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J Nutr. 2014 Feb;144(2):132-6. doi: 10.3945/jn.113.181487. Epub 2013 Nov 20.

Zinc absorption by young adults from supplemental zinc citrate is comparable with that from zinc gluconate and higher than from zinc oxide.

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  • 1Human Nutrition Laboratory, Institute of Food, Nutrition and Health, Swiss Federal Institute of Technology Zurich, Zurich, Switzerland.

Abstract

The water-soluble zinc salts gluconate, sulfate, and acetate are commonly used as supplements in tablet or syrup form to prevent zinc deficiency and to treat diarrhea in children in combination with oral rehydration. Zinc citrate is an alternative compound with high zinc content, slightly soluble in water, which has better sensory properties in syrups but no absorption data in humans. We used the double-isotope tracer method with (67)Zn and (70)Zn to measure zinc absorption from zinc citrate given as supplements containing 10 mg of zinc to 15 healthy adults without food and compared absorption with that from zinc gluconate and zinc oxide (insoluble in water) using a randomized, double-masked, 3-way crossover design. Median (IQR) fractional absorption of zinc from zinc citrate was 61.3% (56.6-71.0) and was not different from that from zinc gluconate with 60.9% (50.6-71.7). Absorption from zinc oxide at 49.9% (40.9-57.7) was significantly lower than from both other supplements (P < 0.01). Three participants had little or no absorption from zinc oxide. We conclude that zinc citrate, given as a supplement without food, is as well absorbed by healthy adults as zinc gluconate and may thus be a useful alternative for preventing zinc deficiency and treating diarrhea. The more insoluble zinc oxide is less well absorbed when given as a supplement without food and may be minimally absorbed by some individuals. This trial was registered at clinicaltrials.gov as NCT01576627.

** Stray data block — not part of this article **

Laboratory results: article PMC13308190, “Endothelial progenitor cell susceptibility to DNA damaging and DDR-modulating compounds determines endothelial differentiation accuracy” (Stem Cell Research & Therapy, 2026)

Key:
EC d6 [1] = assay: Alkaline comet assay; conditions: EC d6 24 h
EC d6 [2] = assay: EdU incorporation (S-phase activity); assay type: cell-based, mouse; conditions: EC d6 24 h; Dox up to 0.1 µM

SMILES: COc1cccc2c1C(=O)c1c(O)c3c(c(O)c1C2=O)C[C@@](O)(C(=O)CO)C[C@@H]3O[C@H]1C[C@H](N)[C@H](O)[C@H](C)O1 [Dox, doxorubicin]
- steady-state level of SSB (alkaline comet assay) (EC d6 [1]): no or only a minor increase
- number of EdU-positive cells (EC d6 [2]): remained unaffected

PMID:
24259556
PMCID:
PMC3901420
DOI:
10.3945/jn.113.181487
[PubMed - indexed for MEDLINE]
Free PMC Article
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